|Paradigm||Multi-paradigm: multiple dispatch (core), procedural, functional, meta, multistaged|
|Designed by||Jeff Bezanson, Alan Edelman, Stefan Karpinski, Viral B. Shah|
|Developer||Jeff Bezanson, Stefan Karpinski, Viral B. Shah, and other contributors|
1.2.0 / 20 August 2019
1.3.0-rc2 / 12 September 2019 / 1.4.0-DEV with daily updates
|Typing discipline||Dynamic, nominative, parametric, optional|
|Implementation language||Julia, C, C++, Scheme, LLVM|
|Platform||Tier 1: x86-64, IA-32, CUDA|
Tier 2: ARM (both 32- and 64-bit) and Tier 3: PowerPC
|OS||Linux, macOS, Windows and FreeBSD|
|License||MIT (core),GPL v2; a makefile option omits GPL libraries|
Julia is a high-level programming language designed for high-performance numerical analysis and computational science. Distinctive aspects of Julia's design include a type system with parametric polymorphism, a fully dynamic programming language, and multiple dispatch as its core programming paradigm. It allows concurrent, parallel and distributed computing, and direct calling of C and Fortran libraries without glue code. A just-in-time compiler that is referred to as "just-ahead-of-time" in the Julia community is used.
Julia is garbage-collected, uses eager evaluation, and includes efficient libraries for floating-point calculations, linear algebra, random number generation, and regular expression matching. Many libraries are available, including some (e.g., for fast Fourier transforms) that were previously bundled with Julia and are now separate.
Work on Julia was started in 2009, by Jeff Bezanson, Stefan Karpinski, Viral B. Shah, and Alan Edelman, who set out to create a free language that was both high-level and fast. On 14 February 2012 the team launched a website with a blog post explaining the language's mission. In an interview with InfoWorld in April 2012, Karpinski said of the name "Julia": "There's no good reason, really. It just seemed like a pretty name." Bezanson said he chose the name on the recommendation of a friend.
Since the 2012 launch, the Julia community has grown, with over 10,000,000 downloads from as of September 2019 The Official Julia Docker images, at Docker Hub, have seen over 4,000,000 downloads as of January 2019. The JuliaConacademic conference for Julia users and developers has been held annually since 2014.(and is used at more than 1,500 universities),
Version 0.3 was released in August 2014, version 0.4 in October 2015, and version 0.5 in October 2016. Julia 0.6 was released in June 2017, and was the stable release version until 8 August 2018. Both Julia 0.7 (a useful release for testing packages, and for knowing how to upgrade them for 1.0) and version 1.0 were released on 8 August 2018. Work on Julia 0.7 was a "huge undertaking" (e.g., because of "entirely new optimizer"), and some changes were made to the syntax (with the syntax now stable, and same for 1.x and 0.7) and semantics; the iteration interface was simplified.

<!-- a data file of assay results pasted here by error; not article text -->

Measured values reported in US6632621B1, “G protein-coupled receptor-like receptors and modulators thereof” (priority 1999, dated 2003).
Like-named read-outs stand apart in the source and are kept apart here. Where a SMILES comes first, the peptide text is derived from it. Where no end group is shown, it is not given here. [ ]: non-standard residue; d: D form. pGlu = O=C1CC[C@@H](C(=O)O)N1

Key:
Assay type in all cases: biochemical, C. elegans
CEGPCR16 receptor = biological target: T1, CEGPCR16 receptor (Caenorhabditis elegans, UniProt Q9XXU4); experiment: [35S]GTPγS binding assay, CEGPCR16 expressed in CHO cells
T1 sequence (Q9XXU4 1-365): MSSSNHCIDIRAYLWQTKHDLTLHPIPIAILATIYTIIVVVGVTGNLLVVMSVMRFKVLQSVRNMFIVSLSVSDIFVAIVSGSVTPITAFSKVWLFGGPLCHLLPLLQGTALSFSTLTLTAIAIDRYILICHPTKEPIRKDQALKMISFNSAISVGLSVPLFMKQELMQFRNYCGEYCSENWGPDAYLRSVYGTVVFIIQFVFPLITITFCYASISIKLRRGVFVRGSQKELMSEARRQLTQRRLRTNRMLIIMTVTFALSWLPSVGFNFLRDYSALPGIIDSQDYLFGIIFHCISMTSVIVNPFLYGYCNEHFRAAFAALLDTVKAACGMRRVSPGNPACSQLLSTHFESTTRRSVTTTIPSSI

Most packages that work in Julia 1.0.x also work in 1.1.x or newer, enabled by the forward compatible syntax guarantee. The major exception is, for interacting with non-Julia code, the JavaCall.jl package (however calling other languages, e.g. R language works, with the package for R fixed) to call Java, Scala etc. So to use those languages with Julia, and e.g. JDBC.jl or Apache Spark (through Spark.jl), users can choose to stay with the LTS version of Julia for now, as a milestone is set for a fix in Julia 1.4 (however there's already a workaround for Julia-1.3.0-rc1) which has a due date for 12 December 2019. Julia 1.3 and 2.0 (and later) currently have no set due dates.
Julia has attracted some high-profile users, from investment manager BlackRock, which uses it for time-series analytics, to the British insurer Aviva, which uses it for risk calculations. In 2015, the Federal Reserve Bank of New York used Julia to make models of the US economy, noting that the language made model estimation "about 10 times faster" than its previous MATLAB implementation. Julia's co-founders established Julia Computing in 2015 to provide paid support, training, and consulting services to clients, though Julia itself remains free to use. At the 2017 JuliaCon conference, Jeffrey Regier, Keno Fischer and others announced that the Celeste project used Julia to achieve "peak performance of 1.54 petaFLOPS using 1.3 million threads" on 9300 Knights Landing (KNL) nodes of the Cori II (Cray XC40) supercomputer (then 6th fastest computer in the world; at its peak the supercomputer was 5th fastest, and while still on the TOP500 list, it's no longer one of the top 10). Julia thus joins C, C++, and Fortran as high-level languages in which petaFLOPS computations have been achieved.